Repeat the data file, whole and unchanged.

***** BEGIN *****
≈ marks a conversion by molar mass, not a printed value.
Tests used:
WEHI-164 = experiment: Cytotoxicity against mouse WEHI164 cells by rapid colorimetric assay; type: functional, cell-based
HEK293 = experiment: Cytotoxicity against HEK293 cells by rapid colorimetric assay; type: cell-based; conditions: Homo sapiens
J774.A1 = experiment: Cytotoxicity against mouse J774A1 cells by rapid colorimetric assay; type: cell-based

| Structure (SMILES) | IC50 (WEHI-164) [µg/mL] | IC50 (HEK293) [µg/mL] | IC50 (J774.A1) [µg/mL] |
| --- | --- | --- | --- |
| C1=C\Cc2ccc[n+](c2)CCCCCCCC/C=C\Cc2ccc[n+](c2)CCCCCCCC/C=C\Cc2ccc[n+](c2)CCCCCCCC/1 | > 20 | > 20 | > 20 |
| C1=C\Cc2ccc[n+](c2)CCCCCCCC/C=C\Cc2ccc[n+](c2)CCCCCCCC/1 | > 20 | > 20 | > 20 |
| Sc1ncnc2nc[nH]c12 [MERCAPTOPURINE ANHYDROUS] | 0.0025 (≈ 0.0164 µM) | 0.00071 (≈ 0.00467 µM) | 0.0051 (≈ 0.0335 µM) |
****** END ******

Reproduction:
≈ marks a conversion by molar mass, not a printed value.
Tests used:
WEHI-164 = experiment: Cytotoxicity against mouse WEHI164 cells by rapid colorimetric assay; type: functional, cell-based
HEK293 = experiment: Cytotoxicity against HEK293 cells by rapid colorimetric assay; type: cell-based; conditions: Homo sapiens
J774.A1 = experiment: Cytotoxicity against mouse J774A1 cells by rapid colorimetric assay; type: cell-based

| Structure (SMILES) | IC50 (WEHI-164) [µg/mL] | IC50 (HEK293) [µg/mL] | IC50 (J774.A1) [µg/mL] |
| --- | --- | --- | --- |
| C1=C\Cc2ccc[n+](c2)CCCCCCCC/C=C\Cc2ccc[n+](c2)CCCCCCCC/C=C\Cc2ccc[n+](c2)CCCCCCCC/1 | > 20 | > 20 | > 20 |
| C1=C\Cc2ccc[n+](c2)CCCCCCCC/C=C\Cc2ccc[n+](c2)CCCCCCCC/1 | > 20 | > 20 | > 20 |
| Sc1ncnc2nc[nH]c12 [MERCAPTOPURINE ANHYDROUS] | 0.0025 (≈ 0.0164 µM) | 0.00071 (≈ 0.00467 µM) | 0.0051 (≈ 0.0335 µM) |